Australian Outback Symbiotic Relationships
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As per the definition of 'symbiosis', it is a long-term interaction between two organisms which live in each other's vicinity. Basically, there are three types of symbiotic relationships: (i) mutualistic, (ii) commensal, and (iii) parasitic. These biological interactions have a crucial role to play in the smooth functioning of any given ecosystem.
The number of these microorganisms is usually higher in man-made ecosystems providing perfect conditions for their growth (Guyard and Low 2011) than in natural ecosystems, where their number is usually low (Steinert et al. 2002). The growth and survival rate of Legionella in the environment depend mainly on their ability to develop symbiotic relationships with protists. Legionella have been identified inside several ciliates including Tetrahymena and Cyclidium species as well as inside amoeba species belonging to Acanthamoeba, Hartmanella, Valkampfia, and Naegleria genera (Lee and West 1991; Paszko-Kolva et al. 1993; States et al. 1989; Kramer and Ford 1994; Henke and Seidel 1986; Fields 1996; Vandenesch et al. 1990), referred to as free-living amoebae (FLA), ubiquitous and opportunistic protists, which can induce human and animal diseases (Dendana et al. 2008).
Truffles exist in symbiotic relationships with their host trees, called mycorrhizal relationships. The ecology of mycorrhizal fungi such as truffles is somewhat mysterious, owing to the fact that their life cycle and growth occurs below ground. Most species require a temperate climate, making Southern Europe and some parts of North America hotspots for growth. Certain species also grow in the unlikely parts of the world such as the Kalahari Desert of Africa and the Australian Outback. Given the rising temperatures, these regions may not be suitable for truffles in the future.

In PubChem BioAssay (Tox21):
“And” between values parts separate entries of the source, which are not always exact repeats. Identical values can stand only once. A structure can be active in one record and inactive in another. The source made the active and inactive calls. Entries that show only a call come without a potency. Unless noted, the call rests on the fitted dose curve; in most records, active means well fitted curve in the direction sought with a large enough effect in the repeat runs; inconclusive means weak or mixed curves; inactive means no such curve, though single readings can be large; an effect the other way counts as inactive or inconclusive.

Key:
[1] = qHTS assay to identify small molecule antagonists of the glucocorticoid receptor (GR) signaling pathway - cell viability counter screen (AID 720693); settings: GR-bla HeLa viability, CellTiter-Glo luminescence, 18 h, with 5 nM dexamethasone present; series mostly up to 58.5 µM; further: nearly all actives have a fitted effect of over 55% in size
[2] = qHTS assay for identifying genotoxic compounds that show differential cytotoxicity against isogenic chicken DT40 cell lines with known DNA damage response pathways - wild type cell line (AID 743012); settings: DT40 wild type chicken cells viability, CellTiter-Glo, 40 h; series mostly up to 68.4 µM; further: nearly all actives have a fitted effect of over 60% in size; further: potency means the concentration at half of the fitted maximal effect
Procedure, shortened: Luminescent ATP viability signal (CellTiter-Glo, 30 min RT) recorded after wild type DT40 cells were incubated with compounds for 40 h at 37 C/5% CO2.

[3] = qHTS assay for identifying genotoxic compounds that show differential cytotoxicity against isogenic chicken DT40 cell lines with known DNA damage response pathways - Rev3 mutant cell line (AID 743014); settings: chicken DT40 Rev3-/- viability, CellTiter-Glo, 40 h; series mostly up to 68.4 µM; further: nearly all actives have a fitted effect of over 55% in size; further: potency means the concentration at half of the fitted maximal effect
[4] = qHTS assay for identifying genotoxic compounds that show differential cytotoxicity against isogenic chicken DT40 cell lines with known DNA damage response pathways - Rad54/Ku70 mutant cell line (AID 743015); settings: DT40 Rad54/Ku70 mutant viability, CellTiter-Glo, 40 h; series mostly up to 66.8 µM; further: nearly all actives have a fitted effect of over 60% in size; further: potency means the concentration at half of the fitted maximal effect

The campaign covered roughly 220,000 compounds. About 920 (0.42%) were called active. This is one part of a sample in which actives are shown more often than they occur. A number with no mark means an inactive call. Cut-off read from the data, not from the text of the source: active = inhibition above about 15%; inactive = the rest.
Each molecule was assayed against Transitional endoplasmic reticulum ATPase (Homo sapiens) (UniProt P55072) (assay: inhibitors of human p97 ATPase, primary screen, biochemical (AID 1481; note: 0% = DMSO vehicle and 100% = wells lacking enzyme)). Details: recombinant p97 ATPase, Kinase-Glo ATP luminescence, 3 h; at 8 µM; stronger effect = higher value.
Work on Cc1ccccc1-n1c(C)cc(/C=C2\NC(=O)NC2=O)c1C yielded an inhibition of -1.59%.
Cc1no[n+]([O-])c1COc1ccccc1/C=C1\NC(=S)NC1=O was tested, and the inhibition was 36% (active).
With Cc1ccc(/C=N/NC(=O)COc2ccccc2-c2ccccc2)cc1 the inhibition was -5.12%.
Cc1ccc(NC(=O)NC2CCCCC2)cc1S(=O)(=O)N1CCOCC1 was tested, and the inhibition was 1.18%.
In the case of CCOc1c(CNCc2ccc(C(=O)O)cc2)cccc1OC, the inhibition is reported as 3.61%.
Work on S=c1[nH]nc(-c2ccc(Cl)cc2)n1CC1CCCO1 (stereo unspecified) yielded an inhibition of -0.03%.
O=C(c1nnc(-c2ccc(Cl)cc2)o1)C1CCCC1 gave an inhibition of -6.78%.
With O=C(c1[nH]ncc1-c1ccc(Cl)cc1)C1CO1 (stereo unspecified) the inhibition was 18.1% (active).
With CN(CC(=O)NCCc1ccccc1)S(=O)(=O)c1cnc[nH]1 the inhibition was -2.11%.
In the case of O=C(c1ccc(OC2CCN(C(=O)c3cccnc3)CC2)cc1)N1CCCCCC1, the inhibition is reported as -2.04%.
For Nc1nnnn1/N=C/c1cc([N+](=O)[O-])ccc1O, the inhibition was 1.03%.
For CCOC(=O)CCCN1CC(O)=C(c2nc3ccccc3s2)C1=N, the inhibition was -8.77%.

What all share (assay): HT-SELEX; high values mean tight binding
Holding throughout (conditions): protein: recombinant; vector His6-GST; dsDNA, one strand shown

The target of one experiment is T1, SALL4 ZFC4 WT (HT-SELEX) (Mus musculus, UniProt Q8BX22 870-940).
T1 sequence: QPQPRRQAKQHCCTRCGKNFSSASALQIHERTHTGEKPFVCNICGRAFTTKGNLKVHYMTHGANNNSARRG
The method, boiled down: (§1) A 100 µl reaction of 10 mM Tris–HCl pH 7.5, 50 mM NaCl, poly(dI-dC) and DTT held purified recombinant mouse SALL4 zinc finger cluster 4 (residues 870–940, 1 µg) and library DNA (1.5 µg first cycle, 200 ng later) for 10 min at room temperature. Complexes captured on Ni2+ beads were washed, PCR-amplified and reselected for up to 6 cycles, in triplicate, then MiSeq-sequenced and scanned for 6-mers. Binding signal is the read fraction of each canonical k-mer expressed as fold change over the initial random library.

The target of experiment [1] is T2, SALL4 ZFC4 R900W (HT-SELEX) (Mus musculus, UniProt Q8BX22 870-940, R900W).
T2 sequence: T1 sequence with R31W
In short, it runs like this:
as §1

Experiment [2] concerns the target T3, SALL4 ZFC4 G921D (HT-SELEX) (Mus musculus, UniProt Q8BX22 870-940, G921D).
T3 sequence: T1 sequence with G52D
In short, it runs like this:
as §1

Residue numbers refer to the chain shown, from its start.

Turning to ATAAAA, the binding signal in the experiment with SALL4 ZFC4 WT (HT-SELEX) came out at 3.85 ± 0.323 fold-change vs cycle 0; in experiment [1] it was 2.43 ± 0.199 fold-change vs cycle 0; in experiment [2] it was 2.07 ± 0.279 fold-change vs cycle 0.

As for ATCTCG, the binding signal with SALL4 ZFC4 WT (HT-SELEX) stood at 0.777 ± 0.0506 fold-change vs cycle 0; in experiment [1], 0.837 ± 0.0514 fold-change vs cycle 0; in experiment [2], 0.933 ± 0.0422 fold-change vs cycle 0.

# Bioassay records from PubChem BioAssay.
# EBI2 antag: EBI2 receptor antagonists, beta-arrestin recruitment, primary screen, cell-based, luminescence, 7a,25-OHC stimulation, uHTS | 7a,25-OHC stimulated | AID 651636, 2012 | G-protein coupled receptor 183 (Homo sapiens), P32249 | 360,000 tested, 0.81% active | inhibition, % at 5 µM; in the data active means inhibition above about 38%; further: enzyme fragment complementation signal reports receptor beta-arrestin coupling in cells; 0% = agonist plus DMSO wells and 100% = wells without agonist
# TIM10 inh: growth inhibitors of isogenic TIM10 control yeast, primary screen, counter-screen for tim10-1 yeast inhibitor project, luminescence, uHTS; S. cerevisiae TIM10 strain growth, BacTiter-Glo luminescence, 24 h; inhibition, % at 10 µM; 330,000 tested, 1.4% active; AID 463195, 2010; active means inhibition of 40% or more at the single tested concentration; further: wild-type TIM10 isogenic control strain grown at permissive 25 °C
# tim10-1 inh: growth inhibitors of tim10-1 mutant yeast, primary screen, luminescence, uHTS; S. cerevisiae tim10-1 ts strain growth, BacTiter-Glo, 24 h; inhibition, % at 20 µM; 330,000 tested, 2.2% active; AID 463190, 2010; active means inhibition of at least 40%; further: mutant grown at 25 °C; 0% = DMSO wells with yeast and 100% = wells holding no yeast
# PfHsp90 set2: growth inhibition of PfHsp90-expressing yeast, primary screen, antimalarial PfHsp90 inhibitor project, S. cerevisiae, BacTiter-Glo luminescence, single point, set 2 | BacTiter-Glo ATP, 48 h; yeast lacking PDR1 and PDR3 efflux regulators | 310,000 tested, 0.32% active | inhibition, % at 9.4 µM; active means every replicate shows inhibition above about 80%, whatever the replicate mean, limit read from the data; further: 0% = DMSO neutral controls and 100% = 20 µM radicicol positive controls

The "Wood Wide Web" hides underneath our feet, barely noticed but very important. The wood wide web (also known as mycorrhizal networks) is a network of mutually beneficial symbiotic relationships between fungi, plants, and bacteria. In these networks, fungi wind tendrils of thin, almost invisible, thread-like "hyphae" through the soil, connecting fungi to the roots of plants. These hyphae allow for communication and nutrient exchange between plants and fungi underneath the forest floor.
Species in the Gobiidae sometimes form symbiotic relationships with other species, such as with burrowing shrimps. The shrimp maintains a burrow in the sand in which both the shrimp and the fish live. The shrimp has poor eyesight compared to the gobiid, but if it sees or feels the fish suddenly swim into the burrow, it will follow. The fish and shrimp keep in contact with each other, the shrimp using its antennae, and the fish flicking the shrimp with its tail when alarmed. These gobiids are thus sometimes known as "watchmen gobies" or "prawn gobies". Each party gains from this relationship: the shrimp gets a warning of approaching danger, and the fish gets a safe home and a place to lay its eggs. Only the alpha male and female reproduce, other fish in the colony eat sparingly to resist being eaten by the alpha male or female. This way, only the largest and fittest are able to reproduce.
To increase the resolution of the evolutionary relationships between the 6 strains belonging to the new Ensifer species, phylogenies were also performed using these 103 alpha-rhizobia conserved concatenated gene sequences which were in great majority (100/103) located in contigs showing synteny with E. meliloti chromosome. Furthermore, to compare evolutionary relationships according to replicon type synteny with E meliloti genome, a selection of E. aridi core genes which were all located in contigs ordered according to E. meliloti 1021 symbiotic plasmid pSymA (86 genes) or the chromid pSymB (55 genes selected according to their distribution along the contigs in synteny with E. meliloti 1021 chromid) were retrieved for all 6 strains. The Additional file 1 (Table S4) reports E. aridi PEG lists corresponding to the 103 alpha-rhizobia most conserved gene set (Table S4a), the 86 pSymA conserved orthologous gene set (Table S4b) and the selected 55 pSymB conserved orthologous gene set (Table S4c). These PEGs were retrieved, aligned and phylogenies were inferred as described above. 2b1af7f3a8